How very like Brynn to decide “on a whim” to fly across the country. He handed her the tea, realizing he had unconsciously made her favorite, a chai lavender blend he had never liked but had in the back of his cupboard.
“Plus,” she teased, “ I thought you might be lonely, up here in your little house on the hill.” Laurie smiled and leaned against the counter, deciding to try a taste of the bitter tea. Even from across the country it was like she had known what he was thinking better than he did. “I fell like three times coming up here, you know,” Brynn continued, taking a sip and letting out a contented sigh, “ It’s pretty icy. I had to hold on to a lamppost to stay upright.” She fingered her silver hoop earrings as Laurie forced himself to swallow the bitter tea. It hadn’t gotten any better since he last had it with her. “ Why don’t you take your coat off and come sit by the fire? You have to tell me all about California,” he said, gesturing weakly, suddenly aware that he hadn’t said much to his best friend, ( and that she was still hunched up on his doormat). He felt foolish. It wasn’t that he wasn’t happy to see her, but he was more a listener than a talker. And it had been so long.
“Aww, you don’t want to hear about that, you’re just being all host-like,” she laughed, “ C’mon it’s just me, you goof.” She had always seen right through him. Even though it was unnerving, there was something soothing about it. At least he didn’t need to pretend to be someone he wasn’t around her.
“Besides,” she continued before he could protest, “ I want to go sledding.”
“ Really, Bri? It’s like 13 degrees out.”
“ Yeah, I know.” There was that playful defiance in her eyes. What college-age woman besides Brynn would want to go trekking out in a blizzard to sled? Laurie couldn’t even remember the last time he had been sledding. Even as a kid, he had felt like a sweaty marshmallow, wrapped in layers of puffy clothes, stumbling up a hill after his siblings, gasping and puffing, just to reach the top and watch them sail away without him, laughing as his face crumpled.
“ No, c’mon Brynn. I hate the snow, you know that” He was begging; he knew it. Because even though no part of him had any interest in going out in the snow, her green eyes were shining and somehow he knew that he might hike across Antarctica if she asked. She smiled.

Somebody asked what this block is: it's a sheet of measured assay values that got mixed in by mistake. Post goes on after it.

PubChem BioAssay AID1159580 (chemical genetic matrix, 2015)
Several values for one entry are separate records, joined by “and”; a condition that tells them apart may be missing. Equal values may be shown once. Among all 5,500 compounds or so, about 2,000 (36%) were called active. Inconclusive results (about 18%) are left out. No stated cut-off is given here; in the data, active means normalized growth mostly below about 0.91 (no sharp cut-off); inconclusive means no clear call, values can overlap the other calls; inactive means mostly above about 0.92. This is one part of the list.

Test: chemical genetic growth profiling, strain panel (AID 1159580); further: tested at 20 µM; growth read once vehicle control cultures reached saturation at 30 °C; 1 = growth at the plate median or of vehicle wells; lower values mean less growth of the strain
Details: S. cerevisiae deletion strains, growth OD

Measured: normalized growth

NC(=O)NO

“It’ll be fun, and we’re going.”
“Bri, we don’t even have a sled,” Laurie tried, shaking his head.
She smirked in that infuriating way of hers. “ Sure we do. I brought the one from my mom’s house. We used to use it all the time when we were little, remember?”
Out of excuses, Laurie groaned good-naturedly and went to grab his coat, and old green thing that was two sizes too small and couldn’t keep a cat warm. As he pulled it over his bony frame, he thought about how her eyes reminded him of shards of sea glass.
The two trudged out into the snow, dragging the battered toboggan sled behind them. The thread that came with the sled had long since snapped and had been replaced by a thin black shoelace. Brynn laughed and gestured and talked and talked as they walked, and she didn’t expect Laurie to force himself to reply, because she knew he was listening in that somber way of his. She set the sled up at the top of the long hill, lined with the dusty light of streetlamps, and plopped down.
“Remind why we’re doing this?” Laurie said, grinning and piling on behind her.
“ Because it’s fun, Laurie, that’s why. Remember that thing? Fun?”
Her voice rolling over the syllables of his name made something inside him jump, just a little. He wrapped his arms around her, and he could see the crystal flakes that balanced on her eyelashes. Her hair smelled like strawberry shampoo, silky and soft near his ear.
A jolt and they were speeding away down the hill, the silver touch of snowflakes blurring to shards as the wind howled alongside them. Laurie couldn’t tear the smile from his face as Brynn whooped in front of him.
The rusty runners slipped, and the sled jerked off course into a snowdrift by the bottom of the hill.
They tumbled into the cold embrace of the snow, and Brynn’s laugh echoed through the wind as Laurie pulled himself out of the snowbank with frost-dusted hair. And it was those eyes, those sea-glass eyes gazing deep into him as she leaned forward. She pressed her cold lips to his, and there was warmth amid the storm.